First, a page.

WWYD about this?
DifferenceInFood · 01/10/2018 18:16
Another single mother and I have struck up a friendship. Her DD is 2, my DD is 3. 7 months age difference.
We’ve been swapping childcare. I’ve been having her DD on a Monday from 12-6pm, and then in exchange she’s been helping me out whenever I need it.
We have similar parenting styles and that’s great, the problem is with food.
Friends DD is slightly overweight, through no fault of her own or my friends so friend has to limit portion sizes and watch her eating.
Whereas my DD is the complete opposite and is borderline underweight. I’ve been told by her paediatrician to let her eat whatever whenever she wants as a small amount of weight gain won’t hurt her.
This is causing problems when I have both girls together. I stick to the recommended portion size for friends DD but she will physically take food from my DDs mouth and eat it if she doesn’t feel like she has enough. I’ve separated the girls, had my DD in front of the TV (as a treat) and friends DD in the kitchen with me (I let her watch TV on the tablet so she doesn’t feel she’s missing out) but my DD eats so slowly that friends DD is still going and taking my DDs food when she’s finished her own.
The arrangement is beneficial to us both as I needed emergency childcare last week my elderly granddad was in hospital and friend stepped in to help, and the Monday is her only time her and her partner (he doesn’t live with her, hasn’t met her DD yet) get to themselves. So I don’t want to stop the arrangement.
I already limit sweets and other snacks for both girls when they’re with me. And friend says she has this problem when eating in front of her DD, she’ll just walk up and eat off someone elses plate. She’s 2 so while she knows it’s wrong she doesn’t really understand why. But I do have to be careful as one meal can make a difference to my DDs weight, and as she has other SN I have enough appointments as it is without having to trek up to the hospital once a week for the weight clinic.
Any suggestions? Or do I need to stop this very helpful arrangement?
And before anyone mentions ofsted and being registered, we made the HVs aware of this arrangement and they’re happy that as long as money is not exchanged for it to continue without me being a registered CM.
Birdsgottafly · 01/10/2018 18:28
What is the medical advise regarding the 2 year old? How is she overweight but it's no-one's fault?
The only thing you can do is give different food to them, so your DD fills up on higher calorie etc food, whereas the other DD can graze for longer.
How often is it working out that they have to eat together?
DifferenceInFood · 01/10/2018 18:31
2 year old has an issue with her thyroid.
EggysMom · 01/10/2018 18:38
She's 2 years old. I'm pretty sure you can stop her from helping herself from your daughter's plate, a stern 'No' would be appropriate.
misstblue2 · 01/10/2018 18:40
i would concentrate on teaching the 2 year old not to take food off other peoples plate. not telling her off but keep repeating that its not allowed and steer her away fron your dds plate. just as you would if she was messing with anything she 's not allowed to touch.
she only 2 she will lose the weight once the docs have got her thyroid under control and she starts school running around with other children
Birdsgottafly · 01/10/2018 18:41
So is it an appetite issue? It seems cruel to just limit her eating, rather than change what she is having so she can eat when your DD is still eating.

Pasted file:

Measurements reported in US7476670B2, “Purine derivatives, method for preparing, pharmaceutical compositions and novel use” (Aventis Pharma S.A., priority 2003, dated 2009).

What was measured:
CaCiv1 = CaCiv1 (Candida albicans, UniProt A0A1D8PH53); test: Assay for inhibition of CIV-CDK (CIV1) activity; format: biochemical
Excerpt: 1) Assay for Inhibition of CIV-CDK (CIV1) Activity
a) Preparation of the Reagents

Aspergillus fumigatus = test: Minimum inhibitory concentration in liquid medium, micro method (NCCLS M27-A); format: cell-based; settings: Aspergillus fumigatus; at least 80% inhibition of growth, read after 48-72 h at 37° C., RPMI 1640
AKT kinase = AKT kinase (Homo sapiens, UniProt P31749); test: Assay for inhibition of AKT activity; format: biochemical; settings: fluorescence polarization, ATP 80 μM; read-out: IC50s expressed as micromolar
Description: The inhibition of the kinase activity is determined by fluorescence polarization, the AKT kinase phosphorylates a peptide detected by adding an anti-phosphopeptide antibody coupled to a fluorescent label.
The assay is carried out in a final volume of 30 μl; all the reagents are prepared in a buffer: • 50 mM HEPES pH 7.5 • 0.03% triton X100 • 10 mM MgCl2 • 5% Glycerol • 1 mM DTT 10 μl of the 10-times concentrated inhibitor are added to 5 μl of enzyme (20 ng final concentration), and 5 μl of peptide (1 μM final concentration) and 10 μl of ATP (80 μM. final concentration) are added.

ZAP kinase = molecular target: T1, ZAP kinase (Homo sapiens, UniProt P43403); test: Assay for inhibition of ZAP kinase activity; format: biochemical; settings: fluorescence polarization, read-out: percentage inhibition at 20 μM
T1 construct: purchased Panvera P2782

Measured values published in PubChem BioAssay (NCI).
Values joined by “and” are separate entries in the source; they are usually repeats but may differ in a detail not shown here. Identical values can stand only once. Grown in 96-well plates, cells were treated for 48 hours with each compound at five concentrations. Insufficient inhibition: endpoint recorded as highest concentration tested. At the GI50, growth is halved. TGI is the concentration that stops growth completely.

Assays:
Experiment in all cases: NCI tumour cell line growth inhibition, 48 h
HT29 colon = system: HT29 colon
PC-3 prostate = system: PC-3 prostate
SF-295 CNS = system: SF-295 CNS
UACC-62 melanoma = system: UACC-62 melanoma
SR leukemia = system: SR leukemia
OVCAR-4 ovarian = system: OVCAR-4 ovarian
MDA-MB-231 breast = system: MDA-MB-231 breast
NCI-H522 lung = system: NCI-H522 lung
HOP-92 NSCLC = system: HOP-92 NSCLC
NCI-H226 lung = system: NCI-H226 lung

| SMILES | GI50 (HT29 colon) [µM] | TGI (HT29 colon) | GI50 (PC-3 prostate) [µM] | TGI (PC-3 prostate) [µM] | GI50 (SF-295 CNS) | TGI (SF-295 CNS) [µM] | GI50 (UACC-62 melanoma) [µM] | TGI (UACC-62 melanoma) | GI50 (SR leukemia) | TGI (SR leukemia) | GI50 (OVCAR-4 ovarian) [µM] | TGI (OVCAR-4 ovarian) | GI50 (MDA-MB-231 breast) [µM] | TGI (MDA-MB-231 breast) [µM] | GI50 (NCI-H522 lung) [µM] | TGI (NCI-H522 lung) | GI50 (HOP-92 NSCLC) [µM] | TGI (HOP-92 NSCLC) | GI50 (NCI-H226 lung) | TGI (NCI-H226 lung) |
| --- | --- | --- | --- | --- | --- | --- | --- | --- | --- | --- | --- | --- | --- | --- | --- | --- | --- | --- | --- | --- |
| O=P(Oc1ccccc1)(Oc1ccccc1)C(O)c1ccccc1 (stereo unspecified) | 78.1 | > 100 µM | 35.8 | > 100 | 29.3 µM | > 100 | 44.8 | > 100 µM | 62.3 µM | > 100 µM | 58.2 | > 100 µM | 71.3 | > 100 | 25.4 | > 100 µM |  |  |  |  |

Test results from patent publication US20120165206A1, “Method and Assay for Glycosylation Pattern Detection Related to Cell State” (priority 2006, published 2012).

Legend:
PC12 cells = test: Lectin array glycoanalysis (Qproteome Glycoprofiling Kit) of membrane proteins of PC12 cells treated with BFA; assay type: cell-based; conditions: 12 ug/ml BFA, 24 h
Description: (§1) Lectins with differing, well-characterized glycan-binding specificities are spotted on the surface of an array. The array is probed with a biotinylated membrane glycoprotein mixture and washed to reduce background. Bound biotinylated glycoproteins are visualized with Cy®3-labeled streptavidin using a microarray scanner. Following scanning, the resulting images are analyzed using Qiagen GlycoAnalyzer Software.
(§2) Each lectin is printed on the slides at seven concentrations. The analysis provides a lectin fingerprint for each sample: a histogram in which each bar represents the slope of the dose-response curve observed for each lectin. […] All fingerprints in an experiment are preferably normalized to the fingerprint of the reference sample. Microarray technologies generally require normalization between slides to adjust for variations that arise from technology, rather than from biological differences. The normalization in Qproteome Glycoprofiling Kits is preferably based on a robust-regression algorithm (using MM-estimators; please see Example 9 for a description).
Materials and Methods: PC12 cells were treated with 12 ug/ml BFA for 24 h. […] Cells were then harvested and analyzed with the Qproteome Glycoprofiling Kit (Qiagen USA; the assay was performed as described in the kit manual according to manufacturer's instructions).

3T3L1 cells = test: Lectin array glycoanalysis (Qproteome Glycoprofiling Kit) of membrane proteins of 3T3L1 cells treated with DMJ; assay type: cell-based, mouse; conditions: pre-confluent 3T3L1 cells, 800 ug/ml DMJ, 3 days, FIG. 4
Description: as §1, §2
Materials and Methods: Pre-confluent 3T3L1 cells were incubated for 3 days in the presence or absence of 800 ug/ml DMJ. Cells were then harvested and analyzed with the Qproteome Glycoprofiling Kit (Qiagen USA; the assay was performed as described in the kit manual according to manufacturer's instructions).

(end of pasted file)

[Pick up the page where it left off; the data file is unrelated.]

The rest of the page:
Are they eating together often enough for this to be a real issue? It's easy for this sort of thing to be a main focus when you can relax a bit once, or twice a week. It's like when people with younger babies become obsessive over sleep patterns.
I say that as someone with two children with SN, who realises that I stressed over things that I didn't have to.
DifferenceInFood · 01/10/2018 18:44
Eating together once a week on a Monday and then if I ask friend to have my DD over a mealtime.
Birdsgottafly I think my DDs SN mean I'm worrying a bit, I'm not too concerned about 2 year old asking for more as I know she'll lose weight when everything's sorted and she starts Nursery in Janaury, but it's more my DD i'm concerned about, she's very passive and will happily let someone take food from her and if she loses weight then it's another thing to do and she misses Nursery and regresses etc. So I think that's the main worry.
ConsiderHerWaysAndOthers · 01/10/2018 18:51
Feed the 2 girls the sane healthy food, give your DD a substantial snack in advance of the other girl coming say at 11.45am, and again after she’s left at 6pm. Do the same when your DD goes to hers; a big snack before/after. Sit them at the table together, you sit between them and do not let the other girl take food from your DD. Ask the other mum to do the same when she has the girls.
justilou1 · 02/10/2018 01:38
Is there food your friend’s kid doesn’t especially love, that your kid does? ie - broccoli soup? (My DD2 loves it and it makes her twin brother gag) Try something like that...
TheChocolateTrain · 02/10/2018 08:06
I have this but with my DC. You have to be strict about stealing g from plates ("No, that's DC2's, we don't take food from other people's plates." Take it, put back. Deal with both tantrums. "He touched it, I don't want it")
Give the eater jobs to do. Help fill water, carry plates out to sink. Only put food on the table in batches. E.g. we put a bowl of salad on the table. Nothing else until it's finished. Means DC1 fills up on salad...
Plenty of water.
As pp said, food they don't particularly like.
Let child get down from table to play whilst other finishes.
Neshoma · 02/10/2018 08:10
Its only a Monday. Fill up your DD before and after she comes,
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